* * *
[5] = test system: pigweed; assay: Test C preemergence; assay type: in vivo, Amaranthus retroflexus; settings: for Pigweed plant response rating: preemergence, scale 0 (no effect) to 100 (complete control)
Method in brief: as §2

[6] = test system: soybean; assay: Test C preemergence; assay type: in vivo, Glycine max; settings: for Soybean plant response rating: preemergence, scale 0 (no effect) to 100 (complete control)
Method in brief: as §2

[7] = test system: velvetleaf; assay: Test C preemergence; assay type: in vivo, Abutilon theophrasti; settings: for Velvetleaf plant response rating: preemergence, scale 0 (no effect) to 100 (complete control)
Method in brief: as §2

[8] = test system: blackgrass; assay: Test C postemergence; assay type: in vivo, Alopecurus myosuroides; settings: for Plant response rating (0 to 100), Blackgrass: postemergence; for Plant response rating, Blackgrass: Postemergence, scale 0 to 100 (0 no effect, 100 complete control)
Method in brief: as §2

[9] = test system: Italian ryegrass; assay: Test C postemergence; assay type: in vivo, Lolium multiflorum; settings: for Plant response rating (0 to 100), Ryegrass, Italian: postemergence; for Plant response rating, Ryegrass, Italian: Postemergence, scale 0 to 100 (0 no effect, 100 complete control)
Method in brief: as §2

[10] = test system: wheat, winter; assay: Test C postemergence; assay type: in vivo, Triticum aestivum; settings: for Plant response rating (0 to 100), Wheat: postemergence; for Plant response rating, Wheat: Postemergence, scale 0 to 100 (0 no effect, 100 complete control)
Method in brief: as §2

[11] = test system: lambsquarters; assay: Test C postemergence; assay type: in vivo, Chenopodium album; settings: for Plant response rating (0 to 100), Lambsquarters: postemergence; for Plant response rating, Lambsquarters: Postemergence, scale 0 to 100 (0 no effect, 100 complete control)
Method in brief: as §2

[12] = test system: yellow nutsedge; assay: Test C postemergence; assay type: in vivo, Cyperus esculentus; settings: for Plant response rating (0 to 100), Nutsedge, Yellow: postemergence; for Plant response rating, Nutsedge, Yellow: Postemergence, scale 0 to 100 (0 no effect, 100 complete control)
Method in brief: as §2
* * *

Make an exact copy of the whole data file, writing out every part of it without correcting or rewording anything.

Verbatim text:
[5] = test system: pigweed; assay: Test C preemergence; assay type: in vivo, Amaranthus retroflexus; settings: for Pigweed plant response rating: preemergence, scale 0 (no effect) to 100 (complete control)
Method in brief: as §2

[6] = test system: soybean; assay: Test C preemergence; assay type: in vivo, Glycine max; settings: for Soybean plant response rating: preemergence, scale 0 (no effect) to 100 (complete control)
Method in brief: as §2

[7] = test system: velvetleaf; assay: Test C preemergence; assay type: in vivo, Abutilon theophrasti; settings: for Velvetleaf plant response rating: preemergence, scale 0 (no effect) to 100 (complete control)
Method in brief: as §2

[8] = test system: blackgrass; assay: Test C postemergence; assay type: in vivo, Alopecurus myosuroides; settings: for Plant response rating (0 to 100), Blackgrass: postemergence; for Plant response rating, Blackgrass: Postemergence, scale 0 to 100 (0 no effect, 100 complete control)
Method in brief: as §2

[9] = test system: Italian ryegrass; assay: Test C postemergence; assay type: in vivo, Lolium multiflorum; settings: for Plant response rating (0 to 100), Ryegrass, Italian: postemergence; for Plant response rating, Ryegrass, Italian: Postemergence, scale 0 to 100 (0 no effect, 100 complete control)
Method in brief: as §2

[10] = test system: wheat, winter; assay: Test C postemergence; assay type: in vivo, Triticum aestivum; settings: for Plant response rating (0 to 100), Wheat: postemergence; for Plant response rating, Wheat: Postemergence, scale 0 to 100 (0 no effect, 100 complete control)
Method in brief: as §2

[11] = test system: lambsquarters; assay: Test C postemergence; assay type: in vivo, Chenopodium album; settings: for Plant response rating (0 to 100), Lambsquarters: postemergence; for Plant response rating, Lambsquarters: Postemergence, scale 0 to 100 (0 no effect, 100 complete control)
Method in brief: as §2

[12] = test system: yellow nutsedge; assay: Test C postemergence; assay type: in vivo, Cyperus esculentus; settings: for Plant response rating (0 to 100), Nutsedge, Yellow: postemergence; for Plant response rating, Nutsedge, Yellow: Postemergence, scale 0 to 100 (0 no effect, 100 complete control)
Method in brief: as §2